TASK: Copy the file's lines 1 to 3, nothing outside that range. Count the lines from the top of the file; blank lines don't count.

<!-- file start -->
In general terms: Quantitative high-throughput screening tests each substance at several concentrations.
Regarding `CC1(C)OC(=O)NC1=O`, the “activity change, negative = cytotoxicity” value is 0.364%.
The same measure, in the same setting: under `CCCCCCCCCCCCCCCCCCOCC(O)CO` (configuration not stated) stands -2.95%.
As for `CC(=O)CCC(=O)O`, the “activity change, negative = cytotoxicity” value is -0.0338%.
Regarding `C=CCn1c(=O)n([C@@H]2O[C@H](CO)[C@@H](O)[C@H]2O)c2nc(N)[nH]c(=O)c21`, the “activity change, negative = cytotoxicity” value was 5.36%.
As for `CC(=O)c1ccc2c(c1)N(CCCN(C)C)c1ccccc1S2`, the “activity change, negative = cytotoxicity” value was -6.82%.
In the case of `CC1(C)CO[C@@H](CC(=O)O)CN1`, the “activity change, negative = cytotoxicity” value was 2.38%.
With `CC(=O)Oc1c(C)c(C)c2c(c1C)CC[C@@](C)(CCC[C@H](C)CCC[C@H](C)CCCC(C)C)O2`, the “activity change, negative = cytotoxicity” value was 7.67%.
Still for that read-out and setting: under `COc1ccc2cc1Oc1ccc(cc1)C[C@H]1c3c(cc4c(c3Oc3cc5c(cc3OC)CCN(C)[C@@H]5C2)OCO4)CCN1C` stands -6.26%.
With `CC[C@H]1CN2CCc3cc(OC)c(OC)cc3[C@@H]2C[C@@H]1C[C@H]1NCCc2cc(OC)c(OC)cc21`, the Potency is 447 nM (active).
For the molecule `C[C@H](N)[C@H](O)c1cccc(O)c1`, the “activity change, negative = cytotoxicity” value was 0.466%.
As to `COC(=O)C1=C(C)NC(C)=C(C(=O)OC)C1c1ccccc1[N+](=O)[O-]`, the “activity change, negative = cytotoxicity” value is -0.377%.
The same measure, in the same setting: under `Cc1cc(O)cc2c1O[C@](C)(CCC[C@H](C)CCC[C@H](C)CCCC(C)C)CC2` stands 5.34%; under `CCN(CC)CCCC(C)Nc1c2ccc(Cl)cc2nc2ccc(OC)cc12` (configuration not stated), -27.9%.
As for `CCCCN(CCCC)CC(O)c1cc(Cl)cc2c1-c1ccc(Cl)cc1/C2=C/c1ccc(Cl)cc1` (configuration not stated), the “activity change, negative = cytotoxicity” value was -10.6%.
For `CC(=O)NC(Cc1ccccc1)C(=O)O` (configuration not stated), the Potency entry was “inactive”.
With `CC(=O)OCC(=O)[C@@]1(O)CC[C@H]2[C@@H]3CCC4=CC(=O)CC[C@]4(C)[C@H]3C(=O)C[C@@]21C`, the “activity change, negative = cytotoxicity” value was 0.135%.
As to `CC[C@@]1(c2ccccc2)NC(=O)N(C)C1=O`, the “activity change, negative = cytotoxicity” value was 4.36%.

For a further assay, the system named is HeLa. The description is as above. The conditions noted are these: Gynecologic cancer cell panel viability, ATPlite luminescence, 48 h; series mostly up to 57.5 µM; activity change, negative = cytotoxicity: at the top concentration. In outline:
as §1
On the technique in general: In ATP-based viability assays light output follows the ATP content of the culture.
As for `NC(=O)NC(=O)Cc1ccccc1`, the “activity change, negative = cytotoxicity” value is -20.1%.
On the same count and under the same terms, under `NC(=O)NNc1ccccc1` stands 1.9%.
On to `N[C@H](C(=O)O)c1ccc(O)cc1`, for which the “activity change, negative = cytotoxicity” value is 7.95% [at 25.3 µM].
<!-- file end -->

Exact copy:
In general terms: Quantitative high-throughput screening tests each substance at several concentrations.
Regarding `CC1(C)OC(=O)NC1=O`, the “activity change, negative = cytotoxicity” value is 0.364%.
The same measure, in the same setting: under `CCCCCCCCCCCCCCCCCCOCC(O)CO` (configuration not stated) stands -2.95%.